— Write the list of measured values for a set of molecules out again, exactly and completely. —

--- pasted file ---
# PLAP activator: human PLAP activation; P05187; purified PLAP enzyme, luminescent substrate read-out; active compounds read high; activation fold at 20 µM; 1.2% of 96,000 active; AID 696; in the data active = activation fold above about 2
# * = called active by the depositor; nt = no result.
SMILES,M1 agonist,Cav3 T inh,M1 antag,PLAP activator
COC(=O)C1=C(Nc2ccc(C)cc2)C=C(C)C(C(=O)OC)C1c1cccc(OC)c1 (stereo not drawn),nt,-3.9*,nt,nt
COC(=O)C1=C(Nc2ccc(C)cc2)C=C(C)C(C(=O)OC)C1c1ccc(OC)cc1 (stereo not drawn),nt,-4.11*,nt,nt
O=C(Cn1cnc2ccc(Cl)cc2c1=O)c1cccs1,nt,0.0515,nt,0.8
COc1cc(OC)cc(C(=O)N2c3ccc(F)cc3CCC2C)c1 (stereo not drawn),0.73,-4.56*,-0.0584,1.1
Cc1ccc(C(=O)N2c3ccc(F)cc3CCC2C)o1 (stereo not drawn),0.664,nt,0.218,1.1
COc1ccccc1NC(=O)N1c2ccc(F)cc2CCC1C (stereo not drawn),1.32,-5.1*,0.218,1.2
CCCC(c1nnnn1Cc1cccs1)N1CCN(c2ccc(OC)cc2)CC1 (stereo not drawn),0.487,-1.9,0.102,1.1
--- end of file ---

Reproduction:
# PLAP activator: human PLAP activation; P05187; purified PLAP enzyme, luminescent substrate read-out; active compounds read high; activation fold at 20 µM; 1.2% of 96,000 active; AID 696; in the data active = activation fold above about 2
# * = called active by the depositor; nt = no result.
SMILES,M1 agonist,Cav3 T inh,M1 antag,PLAP activator
COC(=O)C1=C(Nc2ccc(C)cc2)C=C(C)C(C(=O)OC)C1c1cccc(OC)c1 (stereo not drawn),nt,-3.9*,nt,nt
COC(=O)C1=C(Nc2ccc(C)cc2)C=C(C)C(C(=O)OC)C1c1ccc(OC)cc1 (stereo not drawn),nt,-4.11*,nt,nt
O=C(Cn1cnc2ccc(Cl)cc2c1=O)c1cccs1,nt,0.0515,nt,0.8
COc1cc(OC)cc(C(=O)N2c3ccc(F)cc3CCC2C)c1 (stereo not drawn),0.73,-4.56*,-0.0584,1.1
Cc1ccc(C(=O)N2c3ccc(F)cc3CCC2C)o1 (stereo not drawn),0.664,nt,0.218,1.1
COc1ccccc1NC(=O)N1c2ccc(F)cc2CCC1C (stereo not drawn),1.32,-5.1*,0.218,1.2
CCCC(c1nnnn1Cc1cccs1)N1CCN(c2ccc(OC)cc2)CC1 (stereo not drawn),0.487,-1.9,0.102,1.1